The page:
Answer 8: If there is no emergency exit issue involved (the answer to which is likely available from your fire department), there is no obligation, even in San Francisco, to provide roof access for the tenants’ viewing enjoyment. If such access had been granted, or tacitly allowed, revoking it presents a challenge, but would likely be permitted, subject  to a rent reduction reflecting the value to the tenant, unless the revocation was mandated by a law, such as a local ordinance prohibiting roof use for non-emergency reasons (unless the roof is permitted for recreational use). I do not know if that provision exists, but the local department of building inspection could probably point you in the right direction.
 

Question 9: Where I can find the copy of Protect Your Family from Lead in Your Home?
Answer 9:The EPA website has that pamphlet, which can be downloaded from their website at:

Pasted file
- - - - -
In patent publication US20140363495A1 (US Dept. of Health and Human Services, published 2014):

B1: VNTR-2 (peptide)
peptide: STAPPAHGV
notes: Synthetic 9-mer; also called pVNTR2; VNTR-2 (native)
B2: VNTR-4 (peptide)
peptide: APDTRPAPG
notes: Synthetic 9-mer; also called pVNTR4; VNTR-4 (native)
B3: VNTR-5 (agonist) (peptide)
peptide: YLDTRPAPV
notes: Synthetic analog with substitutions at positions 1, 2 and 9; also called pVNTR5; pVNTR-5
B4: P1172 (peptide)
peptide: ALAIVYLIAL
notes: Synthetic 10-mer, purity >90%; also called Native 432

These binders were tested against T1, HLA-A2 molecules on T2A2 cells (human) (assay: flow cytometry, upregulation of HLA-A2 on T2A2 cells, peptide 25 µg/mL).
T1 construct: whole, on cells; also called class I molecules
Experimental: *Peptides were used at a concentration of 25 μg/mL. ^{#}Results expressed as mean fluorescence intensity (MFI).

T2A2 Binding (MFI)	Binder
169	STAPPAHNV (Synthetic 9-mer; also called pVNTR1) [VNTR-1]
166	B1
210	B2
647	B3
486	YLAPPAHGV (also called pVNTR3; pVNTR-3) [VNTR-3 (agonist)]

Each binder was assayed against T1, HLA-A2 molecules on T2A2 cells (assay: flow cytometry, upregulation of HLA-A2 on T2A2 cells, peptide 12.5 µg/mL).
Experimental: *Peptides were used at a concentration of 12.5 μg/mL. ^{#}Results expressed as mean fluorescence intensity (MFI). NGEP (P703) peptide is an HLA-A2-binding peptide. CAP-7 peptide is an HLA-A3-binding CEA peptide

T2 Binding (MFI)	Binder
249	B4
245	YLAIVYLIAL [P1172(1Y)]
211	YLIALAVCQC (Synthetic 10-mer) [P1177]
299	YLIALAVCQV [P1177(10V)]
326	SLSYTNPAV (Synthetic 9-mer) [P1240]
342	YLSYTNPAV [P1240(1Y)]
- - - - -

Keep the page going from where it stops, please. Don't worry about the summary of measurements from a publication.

https://www.epa.gov/lead/protect-your-family-lead-your-home-1 

Editor’s Note:  AOA members can download forms for free at www.aoausa.com  

ALERTS AND UPDATES:

The Oakland Moratorium on Certain Rent Increases that was passed in early April and effective April 5 to July 4, 2016 expired without being renewed and so is no longer in effect. However, you might see that provision in some form or another on the November ballot. 

Richard Beckman, of Beckman Blair, LLP has been practicing landlord-tenant law for over 24 years, primarily in rent-controlled jurisdictions such as San Francisco, Oakland and Berkeley. He represents clients in a broad range of real estate-related disputes, including partition of co-ownership interests, purchase contract disputes, insurance coverage analysis and land use. Mr. Beckman also specializes in all aspects of landlord-tenant issues, representing landlords and tenants in residential and commercial matters. He can be reached at 415-871-0070; email rich@beckmanblairllp.com or by visiting the website www.beckmanblairllp.com